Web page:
Texas Baptists urged to plant seeds in changing landscape

Victor Rodriguez, Hispanic evangelism associate and discipleship specialist for Texas Baptists, encouraged pastors to "let the seeds fly" in broadcasting the gospel. (BGCT Photo)

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WACO—Victor Rodriguez encouraged pastors to “let the seeds fly” in his sermon during the closing worship session of Texas Baptists’ annual meeting.

Rodriguez, Hispanic evangelism associate and discipleship specialist for Texas Baptists, preached on Psalm 126:1-3, reflecting on the Judeans’ return to the land of Judah after their time in Babylonian captivity.

“As they reflected about how God had blessed them, they stopped to rejoice and expressed their gratitude unto God,” Rodriguez said. “It is good to stop and marvel and just reflect on how God has blessed Texas Baptists through these many, many years.”

‘Remember what God has done’

Rodriguez reflected on his family’s journey and how his life was changed forever in Midland-Odessa by Texas Baptists’ work.

His father lived “la vida loca,” he said, abusing alcohol and drugs. Rodriguez recalled hiding in fear when his father would come home drunk. Everything changed when his father’s employer told his father, “Manuel, if you don’t go to church with me this coming Sunday you can no longer work with me.”

That Sunday, Rodriguez stood on the pew in the back row, craning to get a look as his father walked the aisle in response to the altar call at Iglesia Bautista Emanuel in Midland. His father later went on to answer a call to ministry.

As a result, Rodriguez was raised in Baptist life, influenced by Royal Ambassadors, Super Summer and other camps, and the annual January evangelism conference.

“Nothing strengthens faith more effectively than the memory of a previous God experience,” he said. “Just remember what God has done.”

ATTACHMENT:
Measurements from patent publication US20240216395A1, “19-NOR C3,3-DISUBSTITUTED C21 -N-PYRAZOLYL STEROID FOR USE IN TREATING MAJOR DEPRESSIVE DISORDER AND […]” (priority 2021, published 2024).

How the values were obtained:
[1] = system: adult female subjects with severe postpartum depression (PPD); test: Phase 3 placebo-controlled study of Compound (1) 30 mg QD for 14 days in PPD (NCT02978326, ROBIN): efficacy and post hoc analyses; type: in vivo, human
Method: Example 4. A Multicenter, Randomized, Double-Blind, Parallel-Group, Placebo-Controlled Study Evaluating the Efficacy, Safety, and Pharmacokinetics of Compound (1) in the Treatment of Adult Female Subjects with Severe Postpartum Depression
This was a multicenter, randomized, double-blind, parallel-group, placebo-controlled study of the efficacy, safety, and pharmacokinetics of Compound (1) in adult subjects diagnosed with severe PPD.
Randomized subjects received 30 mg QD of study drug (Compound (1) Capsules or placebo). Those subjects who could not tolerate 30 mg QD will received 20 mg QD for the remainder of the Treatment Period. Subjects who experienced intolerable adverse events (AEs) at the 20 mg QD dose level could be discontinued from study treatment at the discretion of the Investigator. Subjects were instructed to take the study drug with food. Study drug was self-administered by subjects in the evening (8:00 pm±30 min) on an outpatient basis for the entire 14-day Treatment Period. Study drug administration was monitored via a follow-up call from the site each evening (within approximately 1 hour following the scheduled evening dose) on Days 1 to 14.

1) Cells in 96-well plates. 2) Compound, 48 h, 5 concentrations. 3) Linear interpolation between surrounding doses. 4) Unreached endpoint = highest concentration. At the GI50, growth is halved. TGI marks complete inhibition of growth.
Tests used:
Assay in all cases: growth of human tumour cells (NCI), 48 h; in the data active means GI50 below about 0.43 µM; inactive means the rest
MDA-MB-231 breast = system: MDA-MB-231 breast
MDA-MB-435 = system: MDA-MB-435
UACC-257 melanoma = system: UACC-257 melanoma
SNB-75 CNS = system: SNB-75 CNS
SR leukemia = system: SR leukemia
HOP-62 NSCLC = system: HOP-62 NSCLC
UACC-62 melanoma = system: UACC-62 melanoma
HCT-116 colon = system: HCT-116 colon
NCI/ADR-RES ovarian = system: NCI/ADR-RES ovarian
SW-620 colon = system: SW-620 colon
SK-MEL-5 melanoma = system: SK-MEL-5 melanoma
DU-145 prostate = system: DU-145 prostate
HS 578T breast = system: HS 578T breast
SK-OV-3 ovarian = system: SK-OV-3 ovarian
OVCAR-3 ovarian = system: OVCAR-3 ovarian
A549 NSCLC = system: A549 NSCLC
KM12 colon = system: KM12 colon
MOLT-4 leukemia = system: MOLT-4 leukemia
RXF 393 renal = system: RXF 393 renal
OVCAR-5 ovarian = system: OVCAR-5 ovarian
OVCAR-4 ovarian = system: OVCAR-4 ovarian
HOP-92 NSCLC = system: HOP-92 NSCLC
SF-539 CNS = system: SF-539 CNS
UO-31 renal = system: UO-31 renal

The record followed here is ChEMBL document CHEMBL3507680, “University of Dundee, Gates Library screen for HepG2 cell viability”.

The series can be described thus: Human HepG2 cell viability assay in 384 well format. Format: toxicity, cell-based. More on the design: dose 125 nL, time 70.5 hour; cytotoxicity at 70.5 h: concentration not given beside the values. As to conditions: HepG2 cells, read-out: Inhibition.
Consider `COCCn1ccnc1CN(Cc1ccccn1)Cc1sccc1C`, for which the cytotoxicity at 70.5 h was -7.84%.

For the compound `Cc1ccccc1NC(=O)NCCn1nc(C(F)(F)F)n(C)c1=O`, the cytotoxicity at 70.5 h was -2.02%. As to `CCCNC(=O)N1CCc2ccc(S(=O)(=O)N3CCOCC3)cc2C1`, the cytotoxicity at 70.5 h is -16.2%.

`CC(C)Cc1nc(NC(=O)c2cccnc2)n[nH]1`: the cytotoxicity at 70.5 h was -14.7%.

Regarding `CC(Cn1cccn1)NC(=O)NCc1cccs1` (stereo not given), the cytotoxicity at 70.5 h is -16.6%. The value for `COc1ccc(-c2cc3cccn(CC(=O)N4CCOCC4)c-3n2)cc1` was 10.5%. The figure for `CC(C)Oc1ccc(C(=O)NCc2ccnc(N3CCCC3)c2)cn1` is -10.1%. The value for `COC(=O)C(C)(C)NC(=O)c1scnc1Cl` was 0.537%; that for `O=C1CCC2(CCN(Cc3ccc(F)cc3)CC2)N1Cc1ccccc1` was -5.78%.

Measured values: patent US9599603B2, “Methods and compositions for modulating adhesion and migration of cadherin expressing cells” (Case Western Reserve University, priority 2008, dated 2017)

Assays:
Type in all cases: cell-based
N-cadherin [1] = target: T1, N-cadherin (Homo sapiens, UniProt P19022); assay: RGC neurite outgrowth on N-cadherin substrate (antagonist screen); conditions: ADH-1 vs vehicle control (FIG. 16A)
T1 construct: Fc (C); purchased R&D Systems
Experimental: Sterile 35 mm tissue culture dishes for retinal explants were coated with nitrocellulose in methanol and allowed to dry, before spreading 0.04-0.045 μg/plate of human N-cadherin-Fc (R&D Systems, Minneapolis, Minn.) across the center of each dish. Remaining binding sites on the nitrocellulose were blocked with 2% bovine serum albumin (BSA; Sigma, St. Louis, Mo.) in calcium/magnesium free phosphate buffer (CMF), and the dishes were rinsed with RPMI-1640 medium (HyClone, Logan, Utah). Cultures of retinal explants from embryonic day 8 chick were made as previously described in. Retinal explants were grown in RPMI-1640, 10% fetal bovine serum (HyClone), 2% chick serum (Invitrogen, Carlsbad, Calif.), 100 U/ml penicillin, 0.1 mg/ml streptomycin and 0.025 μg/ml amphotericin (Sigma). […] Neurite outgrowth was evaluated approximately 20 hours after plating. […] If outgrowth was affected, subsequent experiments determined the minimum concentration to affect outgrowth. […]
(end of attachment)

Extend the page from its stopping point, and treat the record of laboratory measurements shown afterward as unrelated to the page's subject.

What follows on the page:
Fresh mercies for fresh troubles

Turning back to the Scripture, Rodriguez said the Israelites’ laughing turned to mourning as they approached their land and saw how desolate it had become.

“For over 50 years, no one had watered or worked the land, and now it was a dusty, dry and barren land,” he said. “The people grew discouraged. They faced discouragement from within and opposition from without. God had worked a great deliverance for them in the past, and now they needed to trust God once again.

“Pastor, teacher, leader, church, you may face fresh troubles each day. I want to remind you that God has fresh mercies for you each day to face them,” he said.

After the Israelites’ return to the land, the priest Ezra took a sack of seeds, walking the land and scattering them each day, regardless of those who questioned his actions and discouraged him.

Rodriguez encouraged pastors and churches to continue planting seeds, even though the world around them has changed drastically.

“Take the precious seeds and spread them in this diverse and changing community and see what God can do around your churches,” he said. “One person who doesn’t know Christ, in whatever culture that may be, is a worthy mission field.”

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